The USDA Takes Far Too Long To Shut Down Problematic Puppy Mills

June 5, 2024

For over two years, dogs lived in squalor and filth in Elisa Brandvik’s federally licensed puppy mill. Although inspectors from the U.S. Department of Agriculture (USDA) saw the horrid conditions, time and again they chose to delay and take no action. Finally, the facility was shut down. But why did it take so long?

The USDA licenses and inspects commercial dog breeding facilities, called puppy mills, to ensure that licensees are adhering to federal law. The USDA has the power and responsibility to revoke a facility’s license if the requirements outlined in the Animal Welfare Act are not met. Unfortunately, even in cases of blatant cruelty, the USDA rarely penalizes violators [PDF]. And even when the USDA does take action, the process is agonizingly slow, and dogs continue to suffer for months and even years.

Brandvik first applied for a USDA license in 2022, but she’s been involved in the commercial breeding of dogs for much longer. The first two times USDA inspectors visited her facility, they saw dogs living in filthy, cramped conditions and dogs with painful dental disease. Yet they still granted her a license.

Unsurprisingly, Brandvik continued to violate the law after licensing. The USDA went to her facility seven times in the last two years and uncovered new problems nearly every time. Some issues found at this facility included:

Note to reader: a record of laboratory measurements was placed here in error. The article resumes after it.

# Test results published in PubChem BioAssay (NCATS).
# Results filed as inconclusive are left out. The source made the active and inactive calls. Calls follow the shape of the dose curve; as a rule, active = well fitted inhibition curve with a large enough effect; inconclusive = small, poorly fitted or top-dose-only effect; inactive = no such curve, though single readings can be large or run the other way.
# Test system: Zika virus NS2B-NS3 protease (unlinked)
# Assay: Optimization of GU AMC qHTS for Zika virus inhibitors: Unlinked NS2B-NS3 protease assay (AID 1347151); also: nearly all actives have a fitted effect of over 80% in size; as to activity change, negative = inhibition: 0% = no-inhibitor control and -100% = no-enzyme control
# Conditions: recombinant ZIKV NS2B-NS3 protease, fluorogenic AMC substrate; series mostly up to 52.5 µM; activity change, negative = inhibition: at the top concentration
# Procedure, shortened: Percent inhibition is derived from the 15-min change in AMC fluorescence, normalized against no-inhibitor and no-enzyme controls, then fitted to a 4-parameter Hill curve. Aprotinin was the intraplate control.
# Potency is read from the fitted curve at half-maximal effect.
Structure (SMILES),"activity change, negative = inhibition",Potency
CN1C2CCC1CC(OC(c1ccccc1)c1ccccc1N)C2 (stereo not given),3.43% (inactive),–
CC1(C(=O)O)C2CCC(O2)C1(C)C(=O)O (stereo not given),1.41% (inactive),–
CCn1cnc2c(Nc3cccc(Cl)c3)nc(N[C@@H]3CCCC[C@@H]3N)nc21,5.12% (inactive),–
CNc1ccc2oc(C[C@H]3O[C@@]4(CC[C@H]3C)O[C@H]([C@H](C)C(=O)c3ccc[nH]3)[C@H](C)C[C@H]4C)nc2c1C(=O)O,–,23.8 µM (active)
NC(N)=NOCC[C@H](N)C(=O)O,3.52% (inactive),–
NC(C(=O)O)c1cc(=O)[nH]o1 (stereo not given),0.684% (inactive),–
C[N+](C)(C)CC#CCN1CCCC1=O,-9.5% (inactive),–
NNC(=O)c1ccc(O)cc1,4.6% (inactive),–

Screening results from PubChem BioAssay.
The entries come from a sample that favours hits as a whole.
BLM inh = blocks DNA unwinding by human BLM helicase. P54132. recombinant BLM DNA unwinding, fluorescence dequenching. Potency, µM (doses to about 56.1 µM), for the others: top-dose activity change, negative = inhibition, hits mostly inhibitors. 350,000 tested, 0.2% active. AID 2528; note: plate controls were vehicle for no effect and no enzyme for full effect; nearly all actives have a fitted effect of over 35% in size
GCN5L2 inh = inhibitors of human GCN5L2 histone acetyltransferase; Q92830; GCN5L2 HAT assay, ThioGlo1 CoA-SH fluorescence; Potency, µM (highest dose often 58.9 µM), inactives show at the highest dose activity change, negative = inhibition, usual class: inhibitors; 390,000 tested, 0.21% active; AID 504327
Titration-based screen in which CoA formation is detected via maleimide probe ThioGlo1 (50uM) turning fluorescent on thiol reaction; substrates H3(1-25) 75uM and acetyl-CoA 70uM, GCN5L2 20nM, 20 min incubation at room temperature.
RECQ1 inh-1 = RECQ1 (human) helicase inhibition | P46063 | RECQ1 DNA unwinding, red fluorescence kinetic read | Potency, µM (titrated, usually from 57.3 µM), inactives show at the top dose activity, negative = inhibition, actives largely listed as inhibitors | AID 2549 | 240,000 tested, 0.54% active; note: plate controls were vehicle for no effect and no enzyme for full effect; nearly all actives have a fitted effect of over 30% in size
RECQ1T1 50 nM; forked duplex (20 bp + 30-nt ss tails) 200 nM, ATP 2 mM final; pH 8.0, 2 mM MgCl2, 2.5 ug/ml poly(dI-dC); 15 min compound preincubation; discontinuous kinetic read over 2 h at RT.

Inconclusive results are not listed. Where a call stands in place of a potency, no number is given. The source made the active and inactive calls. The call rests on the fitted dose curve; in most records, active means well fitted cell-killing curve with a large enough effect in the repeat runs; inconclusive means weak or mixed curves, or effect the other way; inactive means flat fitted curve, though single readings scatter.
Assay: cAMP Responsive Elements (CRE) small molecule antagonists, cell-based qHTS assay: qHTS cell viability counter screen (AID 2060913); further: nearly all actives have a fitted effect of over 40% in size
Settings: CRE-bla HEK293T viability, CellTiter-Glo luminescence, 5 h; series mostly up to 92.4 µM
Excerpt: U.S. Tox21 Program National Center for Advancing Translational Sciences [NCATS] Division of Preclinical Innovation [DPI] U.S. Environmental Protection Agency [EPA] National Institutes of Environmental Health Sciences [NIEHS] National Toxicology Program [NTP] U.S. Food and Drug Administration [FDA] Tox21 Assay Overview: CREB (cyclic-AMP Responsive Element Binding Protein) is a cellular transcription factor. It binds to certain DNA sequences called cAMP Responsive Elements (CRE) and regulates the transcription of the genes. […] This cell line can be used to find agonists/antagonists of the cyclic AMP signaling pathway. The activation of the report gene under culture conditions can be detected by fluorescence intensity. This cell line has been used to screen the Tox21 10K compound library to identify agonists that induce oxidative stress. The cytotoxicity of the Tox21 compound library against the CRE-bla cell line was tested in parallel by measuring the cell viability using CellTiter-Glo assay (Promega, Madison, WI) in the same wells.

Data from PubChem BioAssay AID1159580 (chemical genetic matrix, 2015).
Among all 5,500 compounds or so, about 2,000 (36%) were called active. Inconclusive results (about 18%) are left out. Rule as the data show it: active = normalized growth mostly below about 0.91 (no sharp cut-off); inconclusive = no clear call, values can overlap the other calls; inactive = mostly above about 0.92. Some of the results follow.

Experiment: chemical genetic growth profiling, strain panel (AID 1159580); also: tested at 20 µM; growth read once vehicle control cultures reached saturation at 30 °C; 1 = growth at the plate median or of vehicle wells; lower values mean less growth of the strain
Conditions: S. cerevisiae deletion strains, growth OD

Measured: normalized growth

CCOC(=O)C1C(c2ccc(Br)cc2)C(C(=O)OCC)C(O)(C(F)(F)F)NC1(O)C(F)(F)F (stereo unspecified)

- Filthy buckets of drinking water or no water at all.

two dogs with buckets of dirty water

- Enclosure drains full of liquid waste and swarming with maggots. 


- Dogs caked in mud with little to no dry land to stand on. 

dog in a dirty kennel

- Dangerously skinny dogs. 

skinny dogs

- Dogs and puppies living in dirty, barren enclosures.

sick dog in a dirty cage

In 2023, Brandvik’s behavior escalated. She became aggressive toward USDA inspectors, yelling expletives, placing hostile signs around her property and refusing inspections. For nearly 10 months, she blocked inspectors from checking on the dogs at her facility at all.

The USDA finally revoked Brandvik’s license in May 2024 and fined her a mere $2,800. Brandvik represented in court that she surrendered most of her dogs to rescues, but the USDA has yet to follow-up to ensure this is true. At this time, the whereabouts of her dogs are unknown.

It took far too long for the USDA to shut down the facility. When a licensed breeder repeatedly breaks the law, it shouldn’t take them two years. So many dogs could have been spared from suffering if the agency had acted sooner.

Goldie’s Act is the change that dogs — and the USDA — need. This federal legislation would require the USDA to impose more meaningful penalties for violations and increase their enforcement of the Animal Welfare Act. Please use our easy online form to send a message urging your members of Congress to support and pass Goldie’s Act!